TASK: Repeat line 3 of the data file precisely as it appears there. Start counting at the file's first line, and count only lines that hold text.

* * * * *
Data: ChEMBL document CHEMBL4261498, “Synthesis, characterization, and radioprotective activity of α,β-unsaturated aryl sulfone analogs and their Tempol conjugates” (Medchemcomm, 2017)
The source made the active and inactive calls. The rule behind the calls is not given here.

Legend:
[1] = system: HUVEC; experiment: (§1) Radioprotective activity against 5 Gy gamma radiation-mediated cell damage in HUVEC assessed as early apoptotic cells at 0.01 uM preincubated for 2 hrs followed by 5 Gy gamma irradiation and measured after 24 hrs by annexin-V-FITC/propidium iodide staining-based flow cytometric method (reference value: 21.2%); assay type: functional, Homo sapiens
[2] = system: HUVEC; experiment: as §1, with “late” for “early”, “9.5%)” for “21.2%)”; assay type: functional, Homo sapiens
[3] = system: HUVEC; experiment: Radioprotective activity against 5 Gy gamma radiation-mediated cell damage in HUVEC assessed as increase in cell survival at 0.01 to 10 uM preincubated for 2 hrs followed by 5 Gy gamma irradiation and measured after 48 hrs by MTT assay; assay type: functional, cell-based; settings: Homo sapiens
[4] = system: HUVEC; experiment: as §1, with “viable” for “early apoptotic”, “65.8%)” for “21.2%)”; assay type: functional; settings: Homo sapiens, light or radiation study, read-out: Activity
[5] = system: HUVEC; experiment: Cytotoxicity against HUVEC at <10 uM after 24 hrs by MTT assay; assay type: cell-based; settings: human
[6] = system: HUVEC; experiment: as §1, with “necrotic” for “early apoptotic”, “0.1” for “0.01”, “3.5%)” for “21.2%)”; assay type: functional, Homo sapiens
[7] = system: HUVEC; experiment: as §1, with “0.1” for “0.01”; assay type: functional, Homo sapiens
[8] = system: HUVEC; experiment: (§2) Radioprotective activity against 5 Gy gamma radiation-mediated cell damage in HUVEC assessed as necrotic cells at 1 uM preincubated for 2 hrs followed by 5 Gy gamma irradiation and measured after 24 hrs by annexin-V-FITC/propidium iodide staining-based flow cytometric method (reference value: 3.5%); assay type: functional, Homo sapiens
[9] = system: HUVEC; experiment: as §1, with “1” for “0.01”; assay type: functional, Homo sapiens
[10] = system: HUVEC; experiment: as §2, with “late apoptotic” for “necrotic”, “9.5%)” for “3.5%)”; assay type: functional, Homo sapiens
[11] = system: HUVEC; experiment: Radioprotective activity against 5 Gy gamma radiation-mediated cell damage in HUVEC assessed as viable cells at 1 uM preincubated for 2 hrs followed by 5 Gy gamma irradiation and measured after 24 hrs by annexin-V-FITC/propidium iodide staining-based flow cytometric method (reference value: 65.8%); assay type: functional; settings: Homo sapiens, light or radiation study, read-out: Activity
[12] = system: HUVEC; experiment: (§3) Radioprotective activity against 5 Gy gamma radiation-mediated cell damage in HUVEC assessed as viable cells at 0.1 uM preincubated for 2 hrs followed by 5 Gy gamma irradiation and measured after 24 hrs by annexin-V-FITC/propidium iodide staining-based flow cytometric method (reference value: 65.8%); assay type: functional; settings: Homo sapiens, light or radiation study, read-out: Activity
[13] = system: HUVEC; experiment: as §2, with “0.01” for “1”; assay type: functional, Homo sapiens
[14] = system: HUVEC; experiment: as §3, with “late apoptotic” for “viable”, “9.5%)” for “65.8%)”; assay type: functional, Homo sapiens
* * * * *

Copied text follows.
Legend: